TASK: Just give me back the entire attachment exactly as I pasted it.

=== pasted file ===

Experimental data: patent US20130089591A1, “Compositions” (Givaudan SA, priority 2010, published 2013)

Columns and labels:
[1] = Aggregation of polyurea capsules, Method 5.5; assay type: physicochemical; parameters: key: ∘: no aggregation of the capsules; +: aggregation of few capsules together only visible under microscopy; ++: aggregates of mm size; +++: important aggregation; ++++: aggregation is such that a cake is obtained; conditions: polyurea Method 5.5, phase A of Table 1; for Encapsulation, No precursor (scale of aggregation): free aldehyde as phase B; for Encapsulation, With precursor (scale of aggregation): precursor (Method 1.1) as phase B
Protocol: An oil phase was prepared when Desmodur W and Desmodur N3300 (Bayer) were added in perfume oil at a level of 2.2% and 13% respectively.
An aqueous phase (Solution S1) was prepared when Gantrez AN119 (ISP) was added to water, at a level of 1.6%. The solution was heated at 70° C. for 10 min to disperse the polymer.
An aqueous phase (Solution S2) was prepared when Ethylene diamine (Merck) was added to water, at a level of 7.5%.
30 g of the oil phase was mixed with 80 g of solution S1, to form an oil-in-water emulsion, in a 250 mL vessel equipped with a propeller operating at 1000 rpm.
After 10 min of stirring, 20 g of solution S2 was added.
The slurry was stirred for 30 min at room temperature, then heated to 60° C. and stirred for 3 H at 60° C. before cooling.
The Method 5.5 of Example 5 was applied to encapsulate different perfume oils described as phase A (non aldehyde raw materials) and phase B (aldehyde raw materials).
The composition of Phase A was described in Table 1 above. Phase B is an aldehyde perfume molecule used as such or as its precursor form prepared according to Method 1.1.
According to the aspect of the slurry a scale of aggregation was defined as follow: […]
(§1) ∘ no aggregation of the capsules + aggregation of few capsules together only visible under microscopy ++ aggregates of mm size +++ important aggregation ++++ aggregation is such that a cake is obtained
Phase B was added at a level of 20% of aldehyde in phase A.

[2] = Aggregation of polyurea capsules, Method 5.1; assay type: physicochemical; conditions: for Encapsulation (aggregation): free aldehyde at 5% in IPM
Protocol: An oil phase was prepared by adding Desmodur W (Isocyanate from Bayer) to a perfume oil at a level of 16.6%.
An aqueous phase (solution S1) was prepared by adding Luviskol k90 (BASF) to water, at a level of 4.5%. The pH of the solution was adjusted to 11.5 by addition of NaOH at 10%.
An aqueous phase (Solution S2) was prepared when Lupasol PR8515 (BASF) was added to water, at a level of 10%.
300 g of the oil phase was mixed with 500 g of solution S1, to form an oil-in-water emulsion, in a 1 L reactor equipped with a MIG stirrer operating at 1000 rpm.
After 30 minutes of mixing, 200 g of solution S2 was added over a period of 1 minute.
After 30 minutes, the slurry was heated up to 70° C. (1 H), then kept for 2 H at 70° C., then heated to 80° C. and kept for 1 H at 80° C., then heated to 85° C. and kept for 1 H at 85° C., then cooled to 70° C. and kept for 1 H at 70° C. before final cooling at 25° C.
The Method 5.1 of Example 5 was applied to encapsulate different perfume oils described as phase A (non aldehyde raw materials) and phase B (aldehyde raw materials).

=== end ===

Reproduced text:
Experimental data: patent US20130089591A1, “Compositions” (Givaudan SA, priority 2010, published 2013)

Columns and labels:
[1] = Aggregation of polyurea capsules, Method 5.5; assay type: physicochemical; parameters: key: ∘: no aggregation of the capsules; +: aggregation of few capsules together only visible under microscopy; ++: aggregates of mm size; +++: important aggregation; ++++: aggregation is such that a cake is obtained; conditions: polyurea Method 5.5, phase A of Table 1; for Encapsulation, No precursor (scale of aggregation): free aldehyde as phase B; for Encapsulation, With precursor (scale of aggregation): precursor (Method 1.1) as phase B
Protocol: An oil phase was prepared when Desmodur W and Desmodur N3300 (Bayer) were added in perfume oil at a level of 2.2% and 13% respectively.
An aqueous phase (Solution S1) was prepared when Gantrez AN119 (ISP) was added to water, at a level of 1.6%. The solution was heated at 70° C. for 10 min to disperse the polymer.
An aqueous phase (Solution S2) was prepared when Ethylene diamine (Merck) was added to water, at a level of 7.5%.
30 g of the oil phase was mixed with 80 g of solution S1, to form an oil-in-water emulsion, in a 250 mL vessel equipped with a propeller operating at 1000 rpm.
After 10 min of stirring, 20 g of solution S2 was added.
The slurry was stirred for 30 min at room temperature, then heated to 60° C. and stirred for 3 H at 60° C. before cooling.
The Method 5.5 of Example 5 was applied to encapsulate different perfume oils described as phase A (non aldehyde raw materials) and phase B (aldehyde raw materials).
The composition of Phase A was described in Table 1 above. Phase B is an aldehyde perfume molecule used as such or as its precursor form prepared according to Method 1.1.
According to the aspect of the slurry a scale of aggregation was defined as follow: […]
(§1) ∘ no aggregation of the capsules + aggregation of few capsules together only visible under microscopy ++ aggregates of mm size +++ important aggregation ++++ aggregation is such that a cake is obtained
Phase B was added at a level of 20% of aldehyde in phase A.

[2] = Aggregation of polyurea capsules, Method 5.1; assay type: physicochemical; conditions: for Encapsulation (aggregation): free aldehyde at 5% in IPM
Protocol: An oil phase was prepared by adding Desmodur W (Isocyanate from Bayer) to a perfume oil at a level of 16.6%.
An aqueous phase (solution S1) was prepared by adding Luviskol k90 (BASF) to water, at a level of 4.5%. The pH of the solution was adjusted to 11.5 by addition of NaOH at 10%.
An aqueous phase (Solution S2) was prepared when Lupasol PR8515 (BASF) was added to water, at a level of 10%.
300 g of the oil phase was mixed with 500 g of solution S1, to form an oil-in-water emulsion, in a 1 L reactor equipped with a MIG stirrer operating at 1000 rpm.
After 30 minutes of mixing, 200 g of solution S2 was added over a period of 1 minute.
After 30 minutes, the slurry was heated up to 70° C. (1 H), then kept for 2 H at 70° C., then heated to 80° C. and kept for 1 H at 80° C., then heated to 85° C. and kept for 1 H at 85° C., then cooled to 70° C. and kept for 1 H at 70° C. before final cooling at 25° C.
The Method 5.1 of Example 5 was applied to encapsulate different perfume oils described as phase A (non aldehyde raw materials) and phase B (aldehyde raw materials).